The U.S. Coast Guard Cutter Bertholf participates in Rim of the Pacific (RIMPAC), July 29, 2018. (U.S. Coast Guard/Petty Officer 2nd Class David Weydert)

After taking over the Navy’s sealift and prepositioning fleets following the Cold War, MSC now operates with military detachments the Navy’s expeditionary staging bases and expeditionary support docks that host maritime security and counter-terrorism missions around the world. Civilian mariners also operate the more than a dozen expeditionary fast transports, or EPFs, that support Navy and joint assistance and training missions across Africa, Asia, and South America. Congress could continue construction of EPFs to enable MSC and its uniformed teammates to assume the Navy’s engagement mission. Since fewer civilian mariners are needed to crew a ship compared to Navy sailors, MSC vessels cost a fraction to operate compared to LCS. And the added demand for mariners would help bolster the ailing U.S. Merchant Marine.

The U.S. Navy’s twelfth Expeditionary Fast Transport (EPF) vessel, USNS Newport (EPF 12), successfully competed Integrated Sea Trials, July 30. (Austral USA photo)

Another benefit of using EPFs to take over the Navy’s small ship mission-set relates to the Navy’s conceptual challenges with the planned Large Unmanned Surface Vehicle program. Plagued by Congressional concerns about its ability to operate independently and carry a magazine of missiles, LUSV has a rocky path to fielding. As an interim step, the Navy could replace the LUSV with an EPF equipped with a vertical launch system magazine, as recently proposed by Representative Elaine Luria. With the crew aboard, the EPF could conduct maritime security and training missions. In high-risk situations, however, EPFs can offload their crews and revert to Navy control, operating autonomously for a day or more to launch missiles remotely.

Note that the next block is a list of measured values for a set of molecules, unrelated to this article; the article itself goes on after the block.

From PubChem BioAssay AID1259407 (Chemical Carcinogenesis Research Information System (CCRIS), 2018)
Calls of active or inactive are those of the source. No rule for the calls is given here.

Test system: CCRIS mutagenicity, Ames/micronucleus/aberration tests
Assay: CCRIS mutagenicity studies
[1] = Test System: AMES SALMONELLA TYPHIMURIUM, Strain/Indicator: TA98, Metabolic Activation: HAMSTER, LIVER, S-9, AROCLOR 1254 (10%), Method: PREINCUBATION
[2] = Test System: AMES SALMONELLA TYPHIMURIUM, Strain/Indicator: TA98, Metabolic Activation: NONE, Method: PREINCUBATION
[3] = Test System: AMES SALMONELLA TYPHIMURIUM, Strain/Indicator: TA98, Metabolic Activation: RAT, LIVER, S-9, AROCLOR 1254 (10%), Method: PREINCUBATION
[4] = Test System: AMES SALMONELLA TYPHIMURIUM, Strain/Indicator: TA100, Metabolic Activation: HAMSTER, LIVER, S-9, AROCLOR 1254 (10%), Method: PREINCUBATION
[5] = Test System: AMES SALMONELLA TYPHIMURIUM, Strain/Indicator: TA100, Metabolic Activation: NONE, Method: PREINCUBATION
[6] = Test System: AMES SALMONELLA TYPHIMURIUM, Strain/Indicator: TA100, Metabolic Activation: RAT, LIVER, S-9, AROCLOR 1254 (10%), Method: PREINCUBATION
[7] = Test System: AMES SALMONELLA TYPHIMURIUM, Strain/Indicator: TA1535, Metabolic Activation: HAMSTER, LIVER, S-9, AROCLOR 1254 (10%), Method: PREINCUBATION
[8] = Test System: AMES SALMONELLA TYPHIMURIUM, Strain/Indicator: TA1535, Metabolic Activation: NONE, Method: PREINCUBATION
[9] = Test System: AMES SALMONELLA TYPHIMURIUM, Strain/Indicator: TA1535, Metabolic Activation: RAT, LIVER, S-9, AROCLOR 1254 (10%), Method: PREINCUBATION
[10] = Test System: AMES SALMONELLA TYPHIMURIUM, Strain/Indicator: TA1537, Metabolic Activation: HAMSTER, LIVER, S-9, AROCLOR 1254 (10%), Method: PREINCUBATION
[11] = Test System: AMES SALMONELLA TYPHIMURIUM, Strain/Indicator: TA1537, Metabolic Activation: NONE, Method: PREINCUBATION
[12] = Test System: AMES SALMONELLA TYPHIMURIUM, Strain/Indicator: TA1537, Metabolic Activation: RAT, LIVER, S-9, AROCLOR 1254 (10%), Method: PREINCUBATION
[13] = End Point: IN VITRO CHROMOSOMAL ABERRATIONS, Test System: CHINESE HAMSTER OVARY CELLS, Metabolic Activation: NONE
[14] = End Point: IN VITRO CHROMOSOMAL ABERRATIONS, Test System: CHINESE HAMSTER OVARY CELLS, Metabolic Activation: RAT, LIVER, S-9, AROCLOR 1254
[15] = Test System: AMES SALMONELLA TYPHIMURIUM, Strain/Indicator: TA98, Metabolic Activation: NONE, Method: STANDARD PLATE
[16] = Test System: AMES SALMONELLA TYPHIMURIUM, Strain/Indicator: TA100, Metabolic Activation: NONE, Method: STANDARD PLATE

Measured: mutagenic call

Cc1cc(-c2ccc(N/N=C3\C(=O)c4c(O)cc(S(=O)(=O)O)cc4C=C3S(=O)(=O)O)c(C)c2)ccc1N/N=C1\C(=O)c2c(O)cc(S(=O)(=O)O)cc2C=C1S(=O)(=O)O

The Navy and DoD leadership seem perfectly happy to abandon the constabulary missions that are a global fleet’s bread and butter. But as Russia’s war in Ukraine and China’s adventures in the Pacific remind us, gray-zone operations can result in real gains on the ground or water and provide a jumping-off point for a larger conflict. Congress should step in to ensure the United States confronts low-level aggression at sea with an appropriate force that is committed to the mission.

Bryan Clark is a Senior Fellow at the Hudson Institute.

Dr. Craig Hooper, PhD is a defense analyst and Founder and CEO of the Themistocles Advisory Group.

Featured Image: PHILIPPINE SEA (Oct. 18, 2021) The Independence-variant littoral combat ship USS Jackson (LCS 6) and embarked MH-60S Sea Hawk helicopter assigned to the Wildcards of Helicopter Sea Combat (HSC) Squadron 23, operate with the German navy frigate FGS Bayern (F 217) and embarked Super Lynx Mk88A helicopter in the Philippine Sea. (U.S. Navy photo courtesy of the German navy)

18 thoughts on “Let the Navy Retire LCS and Build a U.S. Maritime Constabulary Instead”

  1. Excellent article. I’ve wondered later whether today’s Navy is too large — for the budget available to train and operate it, to maintain material condition and general readiness, to modernize as fighting concepts evolve, and to generate replacements for an aging force. Under this condition the force size, especially the surface force, will continue to shrink even as force structure goals grow.
    Authors Clark and Hooper outline a path to decrease the surface force by cutting mission drivers, an approach that might create resources sufficient to correct “too large for the budget” problem. The question is whether the remaining high end mission set will sustain a navy in the long run and whether the low end force will be capable contributors to combat when it comes.

  2. This nails it. Give to others that which the navy has failed to do. Make use of existing maritime teams within government to field “Small Navy,” separate and distinct from “big Navy.”